Fourth, Silverlight is positioned as the new application platform. It exists in places Microsoft has never existed before. On Nokia phones (the land of Symbian), Linux workstations and OSX. Even iPhone could conceivably run Silverlight since it runs the full fledged Safari browser. And now there is an announcement that Silverlight will be shipped with millions of HP computers.

With Silverlight now coming out on Nokia phones, delivered as part of the Olympics coverage and embedded throughout MS properties and content deals popping up everywhere, Microsoft is gaining enormous distribution potential. If they can somehow skirt the anti-trust issues, they could even bundle it with IE8.

Silverlight is a critical and masterful piece of technology and strategy from the Redmond giant. It allows them to leverage their tools and technologies from the client, raise the bar on web-based experiences, deploy their client-side apps through a browser and broaden their platform reach into every device and screen in a user’s life.

I was told recently that a big part of leadership is listening. That’s true of course.

I actually think a bigger part of leadership, however, means learning how to say no. No to distractions, no to the nay sayers and no to feature creep.

Being able to say no is a very empowering and important leadership quality I have only just begun to learn. It is a super hard skill to master. Particularly saying no to the right things in the right way. Saying yes is far easier.

The problem with saying yes to feature creep is that you end up a big blob trying to do everything while actually achieving nothing.

The problem with saying yes to any and all criticism and changing your behavior is that you often end up being put into a corner by other people’s expectations. You end up trying to please everyone and you actually achieve nothing. You never break through expectations, passive and active resistance and the ‘old way of doing things’. It’s said if you have a genuinely good or original idea you will often have to drag people kicking and screaming to your way of thinking before they will get it. You can’t do that if you give way to any and all criticism.

Like with all things a balance needs to be struck. Each of us, as leaders of something in our lives, need to be clear about our end goals; our vision. We need to continue to execute on our daily tasks with true north in our sights.

Balance is particularly important in today’s political climate. There is far too much extremism going on from all sides of the political spectrum. For example ‘staying the course’ is not a call for balance, it’s a call for stubbornness.

The course may (and must), of course, involve all sorts of corrections to account for criticism, new scope and other changes ‘on the ground’, but being able to say no to major deviations when you still believe in the final destination is a mark of true leadership.

We’ve all heard about User Generated Content (UGC). I don’t like the term. Once you start generating content in a two way ecosystem you are no longer a user, you are a participant. In fact I have written long rants about the subject.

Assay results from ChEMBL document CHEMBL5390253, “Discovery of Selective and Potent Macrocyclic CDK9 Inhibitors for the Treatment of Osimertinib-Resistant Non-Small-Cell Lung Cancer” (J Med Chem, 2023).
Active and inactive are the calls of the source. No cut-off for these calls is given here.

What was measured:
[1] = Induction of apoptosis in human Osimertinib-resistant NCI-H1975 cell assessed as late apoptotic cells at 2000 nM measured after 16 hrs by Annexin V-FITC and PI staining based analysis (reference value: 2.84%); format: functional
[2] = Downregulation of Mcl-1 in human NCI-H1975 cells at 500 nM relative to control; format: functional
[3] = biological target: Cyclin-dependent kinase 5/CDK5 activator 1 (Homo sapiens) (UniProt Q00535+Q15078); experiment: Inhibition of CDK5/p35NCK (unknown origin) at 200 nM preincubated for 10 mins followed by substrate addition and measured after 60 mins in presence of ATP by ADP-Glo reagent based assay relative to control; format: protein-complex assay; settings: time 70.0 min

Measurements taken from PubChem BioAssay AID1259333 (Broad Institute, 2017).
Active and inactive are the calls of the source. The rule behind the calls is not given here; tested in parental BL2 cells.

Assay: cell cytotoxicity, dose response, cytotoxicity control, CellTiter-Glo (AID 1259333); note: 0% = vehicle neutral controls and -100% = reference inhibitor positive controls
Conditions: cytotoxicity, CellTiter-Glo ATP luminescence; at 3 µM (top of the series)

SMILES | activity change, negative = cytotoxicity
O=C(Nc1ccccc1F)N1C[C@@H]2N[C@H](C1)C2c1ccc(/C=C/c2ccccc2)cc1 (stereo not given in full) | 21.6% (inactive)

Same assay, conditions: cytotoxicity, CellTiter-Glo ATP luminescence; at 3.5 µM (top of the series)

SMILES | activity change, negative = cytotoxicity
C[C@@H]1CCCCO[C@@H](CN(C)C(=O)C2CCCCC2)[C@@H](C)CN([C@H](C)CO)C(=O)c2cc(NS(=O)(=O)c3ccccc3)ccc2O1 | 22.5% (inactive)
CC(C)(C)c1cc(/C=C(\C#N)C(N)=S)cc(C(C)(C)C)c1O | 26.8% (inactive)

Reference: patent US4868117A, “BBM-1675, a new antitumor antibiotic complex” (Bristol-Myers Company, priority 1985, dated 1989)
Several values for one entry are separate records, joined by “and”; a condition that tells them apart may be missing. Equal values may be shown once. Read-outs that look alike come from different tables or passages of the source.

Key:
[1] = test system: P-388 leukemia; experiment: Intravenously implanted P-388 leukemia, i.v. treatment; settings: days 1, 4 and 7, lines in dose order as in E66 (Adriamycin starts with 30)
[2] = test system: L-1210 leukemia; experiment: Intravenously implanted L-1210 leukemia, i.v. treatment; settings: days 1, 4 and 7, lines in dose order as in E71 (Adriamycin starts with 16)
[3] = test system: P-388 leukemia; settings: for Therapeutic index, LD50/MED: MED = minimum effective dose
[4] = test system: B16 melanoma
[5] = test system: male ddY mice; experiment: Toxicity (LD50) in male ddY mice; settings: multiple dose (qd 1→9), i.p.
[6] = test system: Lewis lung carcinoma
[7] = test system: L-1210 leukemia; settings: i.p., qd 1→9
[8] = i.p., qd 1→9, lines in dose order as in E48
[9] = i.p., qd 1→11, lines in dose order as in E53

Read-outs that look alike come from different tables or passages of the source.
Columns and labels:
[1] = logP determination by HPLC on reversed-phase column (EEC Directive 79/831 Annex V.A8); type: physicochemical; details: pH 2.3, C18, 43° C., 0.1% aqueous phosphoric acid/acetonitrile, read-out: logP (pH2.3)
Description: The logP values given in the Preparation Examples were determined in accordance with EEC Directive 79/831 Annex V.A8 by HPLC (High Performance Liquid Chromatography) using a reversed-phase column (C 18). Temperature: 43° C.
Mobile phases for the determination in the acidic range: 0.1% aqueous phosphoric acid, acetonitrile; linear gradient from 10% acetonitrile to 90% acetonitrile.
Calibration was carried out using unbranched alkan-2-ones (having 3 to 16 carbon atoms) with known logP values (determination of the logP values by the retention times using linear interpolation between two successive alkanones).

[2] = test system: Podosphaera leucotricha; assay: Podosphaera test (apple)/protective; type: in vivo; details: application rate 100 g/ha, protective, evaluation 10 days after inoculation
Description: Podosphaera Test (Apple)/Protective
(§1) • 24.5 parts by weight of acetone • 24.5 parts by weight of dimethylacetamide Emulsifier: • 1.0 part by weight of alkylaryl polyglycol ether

But that’s a subject for another day. An oft missed point re-occurred to me today so I thought I would write it up.

Bloggers and social media consultants are still trying to convince mainstream media and businesses that Participant Generated Content is a new media reality. Many companies are trying to grapple with the phenomena and are wondering if users remixing copyrighted material and/or generating their own media is an opportunity or a threat. At the very least it is highly disruptive to the role of traditional broadcast media – and where there is market disruption, opportunity is usually mixed right in.

It’s key to remember or realize though, that Participant Generated Content is not new. In fact, it’s as old as cave paintings. You don’t even have to look that far back. What about Lego and Crayons. What about singing in the shower. What about writing a letter or making a mix tape.

It’s clear through these examples that people have been expressing themselves through their creations since the dawn of time. The only difference in the new web ecosystem is the scale, scope, tools and business opportunities associated with this self expression. As usual the web simply gives us new visibility and connectivity to each other and new tools to create and share.

It’s important to have this context in mind during the debate around the purpose, place and legality (in terms of copyright) of participant generated content; Because with this more long-term lens perhaps more businesses and media companies will properly understand the phenomena and the instinct that drives it. It might even help them to engage with the opportunity in more creative, human ways.

It’s not a set of weird web early adopters. It is not just ‘the bloggers’. It is not some fringe activity. It is a basic human instinct to create and share. And it certainly isn’t new.